Yes...you read that right, I gave 16 vials of blood today so my new rheumatologist could get a good read on what is going on.
Of course, I had forgotten that I was supposed to be fasting...so I did my morning routine...placed the bowl on the table with the silverware, cereal box, orange juice...began doling out my meds...then the thought hit me...no!!!
I had also eaten at 3 am, which would place me at about 1 pm at the earliest to get my blood drawn...thankfully, I was busy today and didn't have much time to think about my gradually weakening state...until I got to the clinic and she started pulling out handfuls of empty, greedy vials...
So...holes in both arms and a package of teddy grahams later, I walked out with loads of sympathy from the ladies.
Dr. Brown tomorrow...we'll see if I can reduce my prednisone dosage...
Monday, April 28, 2008
Yes...you read that right, I gave 16 vials of blood today so my new rheumatologist could get a good read on what is going on.
Tuesday, April 22, 2008
"Reverend" Jeremiah Wright (see below if you've had your head in the sand) made me think of an essay I wrote awhile ago concerning the condemnation of our founders as racists...and those who attempt to interpret the Constitution according to the intent of the founders.
So, Scalia and Thomas are both racists (Thomas being a self-hater) because they interpret according to "strict construction" or simply attempting to discern what the founders meant when they said what they said, then applying those principles as best they can to current issues.
From my friend, Glenn Shrom, author of Getting Past the Culture Wars: Regarding Intelligent Design:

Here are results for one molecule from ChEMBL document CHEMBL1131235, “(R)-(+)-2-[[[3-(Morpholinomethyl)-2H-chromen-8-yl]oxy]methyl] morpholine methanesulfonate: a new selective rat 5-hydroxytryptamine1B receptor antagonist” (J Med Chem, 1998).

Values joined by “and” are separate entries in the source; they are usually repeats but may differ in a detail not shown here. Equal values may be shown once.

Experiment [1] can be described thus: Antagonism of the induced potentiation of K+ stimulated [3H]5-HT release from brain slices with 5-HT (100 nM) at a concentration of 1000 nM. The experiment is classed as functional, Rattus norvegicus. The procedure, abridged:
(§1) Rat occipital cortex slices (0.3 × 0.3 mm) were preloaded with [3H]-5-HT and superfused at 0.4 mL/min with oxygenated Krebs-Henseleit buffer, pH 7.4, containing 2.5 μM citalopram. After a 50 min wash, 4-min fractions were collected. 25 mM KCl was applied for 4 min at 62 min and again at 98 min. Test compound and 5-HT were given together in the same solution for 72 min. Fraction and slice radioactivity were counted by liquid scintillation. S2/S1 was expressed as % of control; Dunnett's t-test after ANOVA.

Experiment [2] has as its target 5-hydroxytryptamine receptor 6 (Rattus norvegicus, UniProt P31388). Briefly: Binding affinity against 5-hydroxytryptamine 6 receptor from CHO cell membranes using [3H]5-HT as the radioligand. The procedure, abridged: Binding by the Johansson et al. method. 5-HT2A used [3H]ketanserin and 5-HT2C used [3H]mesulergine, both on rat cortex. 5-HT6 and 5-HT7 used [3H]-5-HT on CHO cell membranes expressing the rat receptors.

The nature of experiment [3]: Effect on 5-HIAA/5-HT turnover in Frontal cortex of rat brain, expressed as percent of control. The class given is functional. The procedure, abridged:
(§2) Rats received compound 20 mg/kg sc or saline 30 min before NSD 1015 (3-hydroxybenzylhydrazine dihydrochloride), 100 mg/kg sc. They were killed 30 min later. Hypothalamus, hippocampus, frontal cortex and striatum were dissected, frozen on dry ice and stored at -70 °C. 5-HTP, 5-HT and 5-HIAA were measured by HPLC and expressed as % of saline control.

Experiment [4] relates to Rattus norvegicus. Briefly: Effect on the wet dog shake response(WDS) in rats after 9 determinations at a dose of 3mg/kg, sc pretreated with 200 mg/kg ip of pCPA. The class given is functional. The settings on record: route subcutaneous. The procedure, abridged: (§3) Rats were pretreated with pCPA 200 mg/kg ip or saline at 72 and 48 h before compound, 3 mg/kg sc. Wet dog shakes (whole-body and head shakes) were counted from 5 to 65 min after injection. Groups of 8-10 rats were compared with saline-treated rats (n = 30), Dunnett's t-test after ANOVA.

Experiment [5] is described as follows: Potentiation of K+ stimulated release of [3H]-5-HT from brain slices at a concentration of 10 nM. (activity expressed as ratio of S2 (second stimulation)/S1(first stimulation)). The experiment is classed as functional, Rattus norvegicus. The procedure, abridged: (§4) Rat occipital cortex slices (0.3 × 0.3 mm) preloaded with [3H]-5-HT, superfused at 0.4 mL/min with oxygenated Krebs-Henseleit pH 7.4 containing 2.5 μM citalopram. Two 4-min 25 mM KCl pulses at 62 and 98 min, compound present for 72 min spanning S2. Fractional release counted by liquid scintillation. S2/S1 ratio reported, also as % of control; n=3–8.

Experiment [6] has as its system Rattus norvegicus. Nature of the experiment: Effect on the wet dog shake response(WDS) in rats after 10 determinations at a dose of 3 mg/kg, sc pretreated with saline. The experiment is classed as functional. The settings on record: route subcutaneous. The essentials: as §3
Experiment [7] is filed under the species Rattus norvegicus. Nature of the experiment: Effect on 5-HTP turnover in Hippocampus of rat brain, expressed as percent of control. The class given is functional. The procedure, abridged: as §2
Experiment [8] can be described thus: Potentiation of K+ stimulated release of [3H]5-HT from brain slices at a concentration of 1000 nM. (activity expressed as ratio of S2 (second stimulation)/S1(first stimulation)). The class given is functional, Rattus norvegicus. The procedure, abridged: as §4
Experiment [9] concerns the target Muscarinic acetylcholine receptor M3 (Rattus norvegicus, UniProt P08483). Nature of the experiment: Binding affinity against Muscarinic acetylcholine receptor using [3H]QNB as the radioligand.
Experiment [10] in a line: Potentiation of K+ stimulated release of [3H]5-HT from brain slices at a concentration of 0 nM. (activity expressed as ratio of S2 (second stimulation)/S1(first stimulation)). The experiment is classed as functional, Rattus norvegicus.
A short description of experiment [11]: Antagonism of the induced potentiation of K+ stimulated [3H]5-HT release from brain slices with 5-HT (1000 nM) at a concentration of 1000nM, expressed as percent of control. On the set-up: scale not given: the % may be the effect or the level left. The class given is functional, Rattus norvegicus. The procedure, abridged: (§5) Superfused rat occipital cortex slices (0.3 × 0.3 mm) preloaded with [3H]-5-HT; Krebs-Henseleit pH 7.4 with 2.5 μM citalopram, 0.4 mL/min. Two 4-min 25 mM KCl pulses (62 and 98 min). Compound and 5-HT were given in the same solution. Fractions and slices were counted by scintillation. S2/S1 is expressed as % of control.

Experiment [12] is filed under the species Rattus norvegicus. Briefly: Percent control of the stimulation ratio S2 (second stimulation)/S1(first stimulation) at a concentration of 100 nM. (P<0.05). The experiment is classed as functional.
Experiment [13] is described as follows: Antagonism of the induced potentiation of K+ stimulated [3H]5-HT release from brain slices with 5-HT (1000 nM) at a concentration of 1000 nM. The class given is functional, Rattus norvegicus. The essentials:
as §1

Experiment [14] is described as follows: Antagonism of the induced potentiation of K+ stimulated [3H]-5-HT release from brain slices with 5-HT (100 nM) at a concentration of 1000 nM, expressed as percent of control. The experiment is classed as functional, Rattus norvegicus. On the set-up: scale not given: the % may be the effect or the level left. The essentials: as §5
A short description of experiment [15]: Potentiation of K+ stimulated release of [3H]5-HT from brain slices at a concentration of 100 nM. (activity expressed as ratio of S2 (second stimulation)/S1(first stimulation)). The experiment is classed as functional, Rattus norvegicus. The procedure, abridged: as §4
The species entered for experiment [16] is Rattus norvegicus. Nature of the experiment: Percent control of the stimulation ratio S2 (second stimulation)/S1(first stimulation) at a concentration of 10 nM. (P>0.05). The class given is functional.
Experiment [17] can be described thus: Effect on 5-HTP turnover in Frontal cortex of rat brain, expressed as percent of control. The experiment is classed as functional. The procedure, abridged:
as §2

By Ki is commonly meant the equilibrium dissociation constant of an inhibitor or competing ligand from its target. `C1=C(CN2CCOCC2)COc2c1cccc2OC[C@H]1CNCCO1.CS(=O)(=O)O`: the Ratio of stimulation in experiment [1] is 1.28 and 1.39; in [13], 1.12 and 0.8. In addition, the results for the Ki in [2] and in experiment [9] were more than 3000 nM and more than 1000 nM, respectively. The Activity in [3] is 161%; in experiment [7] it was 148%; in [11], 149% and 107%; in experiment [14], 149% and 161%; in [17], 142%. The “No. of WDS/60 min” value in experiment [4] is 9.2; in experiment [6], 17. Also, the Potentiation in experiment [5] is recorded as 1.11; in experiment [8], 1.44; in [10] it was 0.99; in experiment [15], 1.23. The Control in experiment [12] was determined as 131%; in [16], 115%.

Yikes...though I doubt President Chelsea would have dear old dad living in the the Lincoln Bedroom...
Chelsea Clinton, if I am correct, will be eligible for the Presidency in 2016 (over age 35). Can you imagine a Clinton in the White House again?
Picture this: Bill 92-2000, Hillary 2008-2016, and Chelsea 2016-2024. Ouch!
Bill said he had a hard time adjusting to life outside of the White House, so imagine if this were his plan for the three of them to live there for 24 years of their lives, even with there being a two-term limit (per person, not per family).
Posted by Daniel Tubbs at 6:12 PM
Monday, April 21, 2008
If you've not considered the importance and safety of nuclear energy, watch this video of Skip Bowman at Fora.tv. Concerning the waste, here's an excerpt:
To put it in a little bit different way, if you and I received all our lifetime electricity from nuclear power from day of birth to age 70, the amount of waste contribution from our use of nuclear electricity would weigh about two pounds and would fit into a coke can. So you have to put this a little bit into perspective. I am not trivializing what must be done with it but it's not bigger than a bread box.
Sunday, April 20, 2008
As someone who enjoys sports, there has been a void in my life since I've been on coumadin. Nosebleeds are generally considered to be a negative thing when you're not sure if the blood flow will stop prior being drained completely!
Well, at least I can still play ping-pong! Wrong, my friend...the ball disappears as it approaches the paddle! Oh well, at least I was never any good at it!
Posted by Daniel Tubbs at 8:09 PM
Doctor's Visit #1 - two weeks ago sometime...
Scenario - Kate and I enter the empty office of a rheumatologist, are admitted without incident and a very nice man takes us into his office and interviews me concerning my condition, etc.
He takes me through a thorough exam, says there's nothing obviously wrong with me, then begins to record into his digital voice recorder my history...
Dr: "He (referring to me) first experienced vision loss last year...[continues speaking]. Presses stop.
Me: Actually, I first started losing sight fall of '05. [repeats what I told him during the interview]
Dr. [rewinds the tape] begins again...as he's speaking he says, "he was on coumadin for a period of three months...
Me: No, I was on coumadin for a year with no incident, then came off in August of '07, then three months later had an incident, then was put back on at that time while I was in the hospital. Came off the coumadin about 4 weeks ago, had another incident 2 weeks ago, then was put back on...
Dr: [with a somewhat glazed look in his eyes] So, you were on coumadin with no incident for a year?
This went on for some time as he, Kate and I reviewed the details that we had told him during the initial interview.